I’ve decided that Ballard is my favorite neighborhood in Seattle. I doubt I’ll ever be able to afford to buy a home in this outrageously expensive town, but if I could, that would be the area I’d want to live in. It is rich in Nordic history, which brings me back to my roots.
Apparently I spoke Danish before I spoke English. As a hard-working single woman, my mother had no choice but to leave me with my grandmother during the day, and she spoke to me in her native tongue. Once I was old enough to go to school, I lost this talent, and my grandmother passed away when I was 8 years old. I have no memories of speaking Danish, and that’s a pity. I would love to have that ability today.
I thought of my grandmother quite a bit when I visited the Nordic Heritage Museum last week. It’s housed in the heart of the Ballard neighborhood in a former elementary school, so all the railings and door handles are unusually low, and that brought me back to childhood as well. While there I read the stories of the people who had come to America from that region to make new lives, and I saw a lot of the items they brought with them along the way, which reminded me of some of the things my grandmother brought. There were also crafts that looked familiar to me, and skills that my grandparents possessed. My grandfather was a very experienced seaman (in fact he died at sea during WWII) and he was also a dairy farmer. These are very Danish qualities.
All the faces in the pictures, with their pale skin and ice blue eyes and heavy eyelids could have been relatives of mine. And the Danish room with its plain, simple, severe Lutheran religious display struck a chord, too. A translated excerpt from a Danish children’s book entitled The Flight to America made me smile. It said, “In America the rain tastes like lemonade and you can spit on the floor as you please.”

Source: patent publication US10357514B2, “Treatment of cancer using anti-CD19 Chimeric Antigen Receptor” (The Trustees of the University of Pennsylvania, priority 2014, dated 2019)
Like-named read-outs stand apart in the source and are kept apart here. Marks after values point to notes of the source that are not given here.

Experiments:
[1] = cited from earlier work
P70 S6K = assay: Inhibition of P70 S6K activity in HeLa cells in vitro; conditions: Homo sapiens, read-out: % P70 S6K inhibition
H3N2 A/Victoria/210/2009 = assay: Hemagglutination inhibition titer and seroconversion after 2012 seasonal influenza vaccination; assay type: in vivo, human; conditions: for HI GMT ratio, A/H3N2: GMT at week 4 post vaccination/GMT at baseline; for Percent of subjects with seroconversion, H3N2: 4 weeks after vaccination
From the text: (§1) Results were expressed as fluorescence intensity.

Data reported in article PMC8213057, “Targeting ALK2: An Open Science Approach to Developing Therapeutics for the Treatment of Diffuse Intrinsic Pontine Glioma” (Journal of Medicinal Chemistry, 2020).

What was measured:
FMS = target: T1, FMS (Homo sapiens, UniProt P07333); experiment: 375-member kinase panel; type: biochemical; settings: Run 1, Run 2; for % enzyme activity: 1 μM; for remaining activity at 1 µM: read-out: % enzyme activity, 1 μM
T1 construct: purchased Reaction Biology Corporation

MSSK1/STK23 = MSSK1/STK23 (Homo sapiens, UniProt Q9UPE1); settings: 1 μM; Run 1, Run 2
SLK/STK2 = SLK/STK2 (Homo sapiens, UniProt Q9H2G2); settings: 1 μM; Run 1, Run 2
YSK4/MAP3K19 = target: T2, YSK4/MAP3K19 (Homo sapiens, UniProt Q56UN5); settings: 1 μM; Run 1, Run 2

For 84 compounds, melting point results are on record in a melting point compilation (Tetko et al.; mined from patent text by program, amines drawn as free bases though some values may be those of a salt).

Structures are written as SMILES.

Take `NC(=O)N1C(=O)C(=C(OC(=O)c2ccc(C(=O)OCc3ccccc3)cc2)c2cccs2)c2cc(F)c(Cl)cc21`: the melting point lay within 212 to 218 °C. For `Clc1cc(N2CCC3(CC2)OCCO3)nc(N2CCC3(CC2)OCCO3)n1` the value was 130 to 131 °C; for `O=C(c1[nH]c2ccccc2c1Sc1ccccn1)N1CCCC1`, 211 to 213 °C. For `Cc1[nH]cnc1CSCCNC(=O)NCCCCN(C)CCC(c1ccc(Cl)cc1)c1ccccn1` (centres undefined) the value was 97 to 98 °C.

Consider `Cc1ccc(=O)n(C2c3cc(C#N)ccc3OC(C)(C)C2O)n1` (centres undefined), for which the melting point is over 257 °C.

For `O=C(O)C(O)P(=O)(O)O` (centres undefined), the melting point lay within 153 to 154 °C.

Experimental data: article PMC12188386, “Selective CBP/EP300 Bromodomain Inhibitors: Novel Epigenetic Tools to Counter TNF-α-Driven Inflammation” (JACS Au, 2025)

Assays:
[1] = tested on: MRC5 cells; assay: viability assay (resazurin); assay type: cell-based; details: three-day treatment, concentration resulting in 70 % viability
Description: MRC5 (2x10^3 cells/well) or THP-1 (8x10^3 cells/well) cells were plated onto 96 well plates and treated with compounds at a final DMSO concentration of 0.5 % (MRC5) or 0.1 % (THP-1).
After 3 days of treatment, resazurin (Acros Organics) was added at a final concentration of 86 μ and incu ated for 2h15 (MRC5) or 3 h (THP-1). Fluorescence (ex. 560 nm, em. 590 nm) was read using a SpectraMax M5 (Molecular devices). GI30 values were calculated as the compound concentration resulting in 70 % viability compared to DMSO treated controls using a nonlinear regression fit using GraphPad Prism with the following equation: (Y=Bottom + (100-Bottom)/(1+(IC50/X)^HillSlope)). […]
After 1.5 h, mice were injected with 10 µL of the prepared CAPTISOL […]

I was delighted to see that they were having a Nordic Christmas Celebration soon called Yule Fest and it would fall on one of my days off, so I made a point of going back. The place was packed. It was full of craft and food vendors and musicians. I spent more money than I intended, because I couldn’t resist the Danish Æbleskiver (which is a kind of pancake that’s shaped like a tennis ball, topped with jam and powdered sugar), the bratwurst, and the clam chowder. I was also dying to buy the sweaters, the candles, the Danish plates, and the jewelry, but I had to control myself.
As I sat there in the crowded hall eating my delicacies and listening to the music, I looked around at the weathered faces, and listened to them telling stories to their grandchildren about the home country. It made me feel somehow connected. As transient as my life has been, that’s a feeling that I’ve rarely had.
I want to get more in touch with my Danish heritage. I even thought of taking Beginners Danish at the Scandinavian Language Institute that’s housed in the same building, but unfortunately it takes place on a day I have to work. Maybe some day. I quite like the idea of coming full circle. Like an Æbleskiver.
[Image credit: wikipedia.org]